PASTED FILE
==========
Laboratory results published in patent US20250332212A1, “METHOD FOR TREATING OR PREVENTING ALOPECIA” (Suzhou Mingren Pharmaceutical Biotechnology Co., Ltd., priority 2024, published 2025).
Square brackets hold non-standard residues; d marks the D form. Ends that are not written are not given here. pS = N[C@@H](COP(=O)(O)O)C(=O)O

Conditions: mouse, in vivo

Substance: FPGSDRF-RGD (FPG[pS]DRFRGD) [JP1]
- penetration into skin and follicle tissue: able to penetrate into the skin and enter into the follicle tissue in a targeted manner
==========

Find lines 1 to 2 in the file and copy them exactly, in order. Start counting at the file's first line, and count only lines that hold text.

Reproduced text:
Laboratory results published in patent US20250332212A1, “METHOD FOR TREATING OR PREVENTING ALOPECIA” (Suzhou Mingren Pharmaceutical Biotechnology Co., Ltd., priority 2024, published 2025).
Square brackets hold non-standard residues; d marks the D form. Ends that are not written are not given here. pS = N[C@@H](COP(=O)(O)O)C(=O)O